This is the first time I have had the opportunity to sit down with the whole thing and read it straight through. I caught a fair bit of it when it first appeared, but had to rely on a friend bringing it to work. Consequently, the impact was lessened and I was a bit hazy about the continuity of the tale.
Dark, disturbing, morally ambiguous, this is a tale of the near future (well, the near past, now, but it has that same status as 1984 – the actual date is not important). In a world shattered by war, Britain slides into fascism, repeating the horrors of Nazi Germany with an ease that is both disturbing and highly believable.
Against this grim background rises the masked figure of a new Guido Fawkes, preaching anarchy (in its proper sense – not the version spun by our politicians). But this is no straightforward tale of good versus evil. For the good must be destructive in order to sweep away the bad; it must unleash forces over which it can have no direct control in the hope that sense will prevail and that a new, gentler and truly anarchic system will prevail. It is, perhaps, the third Luther Arkwright that should have been written.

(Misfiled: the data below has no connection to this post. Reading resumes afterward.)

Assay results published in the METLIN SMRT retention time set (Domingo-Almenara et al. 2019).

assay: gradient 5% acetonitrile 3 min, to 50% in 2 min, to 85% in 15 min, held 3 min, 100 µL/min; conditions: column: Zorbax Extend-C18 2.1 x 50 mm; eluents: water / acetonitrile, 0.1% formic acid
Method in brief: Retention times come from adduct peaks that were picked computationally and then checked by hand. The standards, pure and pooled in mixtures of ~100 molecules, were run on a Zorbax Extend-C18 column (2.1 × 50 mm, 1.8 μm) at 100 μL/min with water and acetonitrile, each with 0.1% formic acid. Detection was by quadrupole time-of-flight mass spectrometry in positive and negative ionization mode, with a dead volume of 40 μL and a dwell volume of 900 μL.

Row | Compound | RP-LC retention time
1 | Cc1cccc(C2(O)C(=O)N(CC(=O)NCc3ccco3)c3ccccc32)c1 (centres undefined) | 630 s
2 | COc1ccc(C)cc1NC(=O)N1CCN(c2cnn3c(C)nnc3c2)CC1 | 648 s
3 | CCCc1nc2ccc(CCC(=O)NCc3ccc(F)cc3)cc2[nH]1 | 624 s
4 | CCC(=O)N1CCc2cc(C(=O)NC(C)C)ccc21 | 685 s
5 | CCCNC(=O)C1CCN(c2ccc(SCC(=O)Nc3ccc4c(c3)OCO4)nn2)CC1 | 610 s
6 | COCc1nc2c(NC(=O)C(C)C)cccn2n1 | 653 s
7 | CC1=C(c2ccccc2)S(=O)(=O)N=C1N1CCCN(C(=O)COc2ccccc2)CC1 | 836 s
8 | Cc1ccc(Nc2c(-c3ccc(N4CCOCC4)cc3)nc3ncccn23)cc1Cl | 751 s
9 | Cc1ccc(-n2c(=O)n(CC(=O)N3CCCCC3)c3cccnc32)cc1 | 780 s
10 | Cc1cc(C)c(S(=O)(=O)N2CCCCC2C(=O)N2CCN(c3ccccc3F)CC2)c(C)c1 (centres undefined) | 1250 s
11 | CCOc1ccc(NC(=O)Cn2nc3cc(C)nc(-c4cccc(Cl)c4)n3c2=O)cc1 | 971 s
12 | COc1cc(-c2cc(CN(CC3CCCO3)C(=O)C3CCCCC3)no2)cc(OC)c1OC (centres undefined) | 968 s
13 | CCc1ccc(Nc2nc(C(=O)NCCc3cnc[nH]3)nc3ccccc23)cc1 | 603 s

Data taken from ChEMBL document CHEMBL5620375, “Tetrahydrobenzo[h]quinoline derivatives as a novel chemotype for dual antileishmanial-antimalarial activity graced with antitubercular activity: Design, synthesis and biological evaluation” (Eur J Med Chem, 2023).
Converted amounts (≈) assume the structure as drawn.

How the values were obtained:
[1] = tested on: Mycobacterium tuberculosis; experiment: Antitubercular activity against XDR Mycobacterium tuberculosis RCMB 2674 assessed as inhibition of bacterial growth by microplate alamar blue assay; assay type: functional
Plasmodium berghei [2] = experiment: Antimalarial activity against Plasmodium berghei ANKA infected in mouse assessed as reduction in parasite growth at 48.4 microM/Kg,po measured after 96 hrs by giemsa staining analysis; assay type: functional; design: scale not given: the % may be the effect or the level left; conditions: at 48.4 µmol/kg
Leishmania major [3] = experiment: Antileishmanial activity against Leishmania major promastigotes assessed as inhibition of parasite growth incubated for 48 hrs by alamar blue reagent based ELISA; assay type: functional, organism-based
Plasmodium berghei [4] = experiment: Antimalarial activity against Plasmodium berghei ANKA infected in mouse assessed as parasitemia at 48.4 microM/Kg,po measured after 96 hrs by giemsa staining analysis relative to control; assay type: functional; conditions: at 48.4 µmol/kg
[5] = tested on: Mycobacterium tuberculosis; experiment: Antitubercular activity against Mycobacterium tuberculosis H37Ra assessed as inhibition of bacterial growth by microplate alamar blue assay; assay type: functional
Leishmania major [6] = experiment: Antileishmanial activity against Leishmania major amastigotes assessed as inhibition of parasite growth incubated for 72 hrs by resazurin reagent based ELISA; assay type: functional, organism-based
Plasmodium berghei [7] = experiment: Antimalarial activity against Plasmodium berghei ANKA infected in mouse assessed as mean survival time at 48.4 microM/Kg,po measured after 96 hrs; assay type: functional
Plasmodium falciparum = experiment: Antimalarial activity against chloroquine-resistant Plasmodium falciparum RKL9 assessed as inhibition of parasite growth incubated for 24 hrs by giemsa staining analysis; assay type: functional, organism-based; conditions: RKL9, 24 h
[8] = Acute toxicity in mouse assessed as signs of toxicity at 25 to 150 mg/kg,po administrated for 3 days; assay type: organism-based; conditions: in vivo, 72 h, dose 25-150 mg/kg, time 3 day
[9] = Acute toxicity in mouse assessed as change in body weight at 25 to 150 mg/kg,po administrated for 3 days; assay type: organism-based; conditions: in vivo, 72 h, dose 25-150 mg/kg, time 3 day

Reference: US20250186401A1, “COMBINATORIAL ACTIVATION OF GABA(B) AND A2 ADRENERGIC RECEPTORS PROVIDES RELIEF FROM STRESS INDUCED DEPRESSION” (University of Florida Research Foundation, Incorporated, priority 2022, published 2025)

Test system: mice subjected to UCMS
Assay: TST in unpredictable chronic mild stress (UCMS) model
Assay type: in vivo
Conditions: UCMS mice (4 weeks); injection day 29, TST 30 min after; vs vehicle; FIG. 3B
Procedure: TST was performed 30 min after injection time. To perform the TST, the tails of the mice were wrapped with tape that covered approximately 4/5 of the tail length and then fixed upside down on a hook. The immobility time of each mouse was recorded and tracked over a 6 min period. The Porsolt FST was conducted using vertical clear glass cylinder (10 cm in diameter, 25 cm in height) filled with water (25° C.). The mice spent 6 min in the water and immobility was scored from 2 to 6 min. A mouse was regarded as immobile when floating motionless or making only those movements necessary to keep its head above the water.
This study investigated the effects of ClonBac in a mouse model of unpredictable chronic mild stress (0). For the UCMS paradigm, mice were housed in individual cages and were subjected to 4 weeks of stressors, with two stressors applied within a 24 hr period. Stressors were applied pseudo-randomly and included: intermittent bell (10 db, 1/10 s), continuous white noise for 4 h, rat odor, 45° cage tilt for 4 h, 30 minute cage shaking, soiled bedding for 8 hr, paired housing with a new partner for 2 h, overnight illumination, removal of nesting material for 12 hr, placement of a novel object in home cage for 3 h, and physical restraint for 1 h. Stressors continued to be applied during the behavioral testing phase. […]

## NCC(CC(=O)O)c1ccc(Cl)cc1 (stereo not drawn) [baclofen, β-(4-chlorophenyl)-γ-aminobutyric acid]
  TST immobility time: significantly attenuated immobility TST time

But this is not just a complex political polemic. It is a well told tale with all the complexities of a novel. The characters have depth and behave in believable ways. The story develops along credible lines. And we are left to make up our own minds.
And on top of this we have a dynamic graphic element that works in perfect partnership with the story. There are no sound effects and no thought bubbles. The whole is achieved through speech and through action; and it is achieved with clarity and power (an achievement that I doubt could be matched in a straight novel). Much of the storytelling is carried by the pictures. They are not intricate, but they do carry detailed information.
If there is anyone who has doubts about the validity of the graphic novel as a serious literary form, they should read this.